August 11: First Forester and Founding Father of Conservation Gifford Pinchot

  The next time you hear someone talking about the sustainable use of our environmental resources, you might want to give thanks to forester and founding father of the modern conservation movement Gifford Pinchot (pronounced “pin-show”), who was born in Simsbury today in 1865. Son of a wealthy merchant family, Pinchot’s passionate early interest in…

July 4: A Canal for Connecticut

  On July 4, 1825, surrounding a canal-boat-on-wheels specially created for the occasion, thousands of Connecticans  gathered at Salmon Brook Village in Granby for ground-breaking on what was then the largest transportation project in Connecticut history – the Farmington Canal. Governor Oliver Wolcott spoke briefly before digging the ceremonial first shovel of dirt, officially kicking…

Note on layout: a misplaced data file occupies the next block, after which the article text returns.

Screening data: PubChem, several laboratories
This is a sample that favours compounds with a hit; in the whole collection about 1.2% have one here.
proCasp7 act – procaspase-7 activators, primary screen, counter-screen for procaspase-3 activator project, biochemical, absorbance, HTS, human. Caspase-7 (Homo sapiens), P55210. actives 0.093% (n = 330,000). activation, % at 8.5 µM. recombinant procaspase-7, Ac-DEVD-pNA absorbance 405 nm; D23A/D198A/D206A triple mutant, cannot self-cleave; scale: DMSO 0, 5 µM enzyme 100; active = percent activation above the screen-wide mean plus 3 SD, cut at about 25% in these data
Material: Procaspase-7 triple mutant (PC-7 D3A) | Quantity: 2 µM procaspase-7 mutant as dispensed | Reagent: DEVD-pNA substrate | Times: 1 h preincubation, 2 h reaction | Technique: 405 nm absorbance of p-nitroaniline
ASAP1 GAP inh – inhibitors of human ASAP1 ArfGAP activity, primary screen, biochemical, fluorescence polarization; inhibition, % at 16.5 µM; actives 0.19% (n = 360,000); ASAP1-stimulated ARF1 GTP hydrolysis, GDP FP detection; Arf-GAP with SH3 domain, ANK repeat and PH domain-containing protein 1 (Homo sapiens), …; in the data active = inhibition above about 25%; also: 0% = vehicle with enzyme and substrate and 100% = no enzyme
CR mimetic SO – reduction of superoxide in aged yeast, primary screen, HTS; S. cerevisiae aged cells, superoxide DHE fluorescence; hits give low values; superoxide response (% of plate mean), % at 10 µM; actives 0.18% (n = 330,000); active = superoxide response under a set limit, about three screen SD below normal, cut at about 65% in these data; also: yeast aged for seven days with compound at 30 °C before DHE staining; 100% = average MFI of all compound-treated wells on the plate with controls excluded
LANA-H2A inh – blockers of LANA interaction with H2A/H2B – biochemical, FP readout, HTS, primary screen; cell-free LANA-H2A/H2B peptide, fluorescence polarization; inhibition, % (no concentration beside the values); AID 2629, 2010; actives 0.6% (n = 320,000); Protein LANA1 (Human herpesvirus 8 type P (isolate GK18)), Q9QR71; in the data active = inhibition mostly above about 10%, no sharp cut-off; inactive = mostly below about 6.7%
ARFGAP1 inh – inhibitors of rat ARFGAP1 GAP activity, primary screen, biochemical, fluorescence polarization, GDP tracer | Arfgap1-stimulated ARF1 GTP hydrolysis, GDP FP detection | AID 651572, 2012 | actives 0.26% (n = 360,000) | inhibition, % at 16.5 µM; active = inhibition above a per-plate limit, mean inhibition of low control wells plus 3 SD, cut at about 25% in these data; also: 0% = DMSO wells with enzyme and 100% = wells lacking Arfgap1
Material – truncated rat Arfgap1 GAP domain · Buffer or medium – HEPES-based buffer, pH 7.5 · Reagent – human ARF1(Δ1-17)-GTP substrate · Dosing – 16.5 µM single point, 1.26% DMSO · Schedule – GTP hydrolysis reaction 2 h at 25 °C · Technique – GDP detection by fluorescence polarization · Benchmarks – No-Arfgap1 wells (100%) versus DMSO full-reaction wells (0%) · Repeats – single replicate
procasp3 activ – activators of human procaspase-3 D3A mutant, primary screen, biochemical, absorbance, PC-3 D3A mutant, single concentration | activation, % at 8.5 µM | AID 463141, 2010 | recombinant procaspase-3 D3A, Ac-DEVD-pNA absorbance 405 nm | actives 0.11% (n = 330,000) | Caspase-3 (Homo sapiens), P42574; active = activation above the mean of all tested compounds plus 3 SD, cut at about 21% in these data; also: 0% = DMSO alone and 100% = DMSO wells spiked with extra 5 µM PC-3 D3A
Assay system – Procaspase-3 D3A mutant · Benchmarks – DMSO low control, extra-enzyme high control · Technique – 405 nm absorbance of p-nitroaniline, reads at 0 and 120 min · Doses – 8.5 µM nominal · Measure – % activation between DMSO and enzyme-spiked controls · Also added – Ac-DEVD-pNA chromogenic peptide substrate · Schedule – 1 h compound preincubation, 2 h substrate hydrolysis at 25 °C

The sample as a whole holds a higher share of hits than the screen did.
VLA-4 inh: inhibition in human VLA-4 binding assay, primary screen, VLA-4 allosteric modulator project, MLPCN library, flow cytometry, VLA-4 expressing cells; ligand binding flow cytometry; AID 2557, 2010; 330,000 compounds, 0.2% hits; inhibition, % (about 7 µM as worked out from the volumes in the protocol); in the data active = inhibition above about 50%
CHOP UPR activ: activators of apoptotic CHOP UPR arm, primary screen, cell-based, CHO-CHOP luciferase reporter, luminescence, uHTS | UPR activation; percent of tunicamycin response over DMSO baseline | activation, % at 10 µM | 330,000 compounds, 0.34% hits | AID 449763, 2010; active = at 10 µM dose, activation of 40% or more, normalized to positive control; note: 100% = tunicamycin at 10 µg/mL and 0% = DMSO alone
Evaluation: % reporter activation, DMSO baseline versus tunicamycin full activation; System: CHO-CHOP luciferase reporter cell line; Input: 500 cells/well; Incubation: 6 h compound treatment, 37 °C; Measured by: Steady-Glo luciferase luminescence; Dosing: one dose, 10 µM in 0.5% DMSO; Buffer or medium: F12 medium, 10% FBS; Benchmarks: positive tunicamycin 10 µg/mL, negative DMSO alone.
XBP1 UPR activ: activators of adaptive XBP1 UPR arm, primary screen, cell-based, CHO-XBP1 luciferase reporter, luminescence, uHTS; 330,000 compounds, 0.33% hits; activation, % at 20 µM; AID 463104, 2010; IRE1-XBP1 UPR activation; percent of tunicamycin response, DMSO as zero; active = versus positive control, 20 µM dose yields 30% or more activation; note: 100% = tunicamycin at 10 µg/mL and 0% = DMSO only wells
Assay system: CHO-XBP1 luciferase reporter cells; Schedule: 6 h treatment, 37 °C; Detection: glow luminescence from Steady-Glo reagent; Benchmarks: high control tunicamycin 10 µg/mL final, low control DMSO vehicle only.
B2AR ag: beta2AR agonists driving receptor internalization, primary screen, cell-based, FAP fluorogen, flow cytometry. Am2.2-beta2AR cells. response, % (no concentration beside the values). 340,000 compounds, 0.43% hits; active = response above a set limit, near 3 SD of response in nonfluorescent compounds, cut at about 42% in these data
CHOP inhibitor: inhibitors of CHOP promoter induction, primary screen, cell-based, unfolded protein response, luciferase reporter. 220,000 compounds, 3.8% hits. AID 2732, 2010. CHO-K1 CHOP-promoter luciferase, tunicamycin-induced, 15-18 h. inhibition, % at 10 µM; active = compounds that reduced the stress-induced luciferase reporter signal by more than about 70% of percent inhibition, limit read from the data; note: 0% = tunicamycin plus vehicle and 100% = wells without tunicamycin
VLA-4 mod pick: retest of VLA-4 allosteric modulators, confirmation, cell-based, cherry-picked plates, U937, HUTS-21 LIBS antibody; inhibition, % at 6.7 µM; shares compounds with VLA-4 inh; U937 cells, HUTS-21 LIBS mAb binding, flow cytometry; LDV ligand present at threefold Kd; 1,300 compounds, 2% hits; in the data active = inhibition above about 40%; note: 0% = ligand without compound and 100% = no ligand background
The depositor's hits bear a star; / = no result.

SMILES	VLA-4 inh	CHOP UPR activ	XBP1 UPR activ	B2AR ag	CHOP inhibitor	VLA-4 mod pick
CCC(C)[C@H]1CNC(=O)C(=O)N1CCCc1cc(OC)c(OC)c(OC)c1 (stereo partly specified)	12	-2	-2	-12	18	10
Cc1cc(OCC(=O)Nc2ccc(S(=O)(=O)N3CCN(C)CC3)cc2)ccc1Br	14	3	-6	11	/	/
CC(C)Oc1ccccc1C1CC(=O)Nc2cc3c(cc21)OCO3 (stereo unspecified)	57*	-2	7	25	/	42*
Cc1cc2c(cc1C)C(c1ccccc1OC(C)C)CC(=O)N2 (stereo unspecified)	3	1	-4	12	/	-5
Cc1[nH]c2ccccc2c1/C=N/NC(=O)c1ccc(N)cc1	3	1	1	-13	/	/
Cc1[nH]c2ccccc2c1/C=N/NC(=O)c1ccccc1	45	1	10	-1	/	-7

January 15: They Got On the Wrong Train.

  Today in 1878, right after hearing the famed evangelist Dwight Moody preach that “repentance is grabbing your bag and coat and getting out of the wrong train and onto the right one”, a group of revival-attending passengers in Hartford boarded a specially-ordered train that took them to one of Connecticut’s deadliest train disasters.  When…

July 13: Connecticut Suffragists Appeal to Woodrow Wilson

  On July 13, 1918, the morning edition of the Hartford Courant featured a rousing account of rallies held throughout the state by women demanding action on the proposed nineteenth amendment to the U.S. Constitution — the amendment that would guarantee women the right to vote. In Hartford, speeches were given at City Hall and…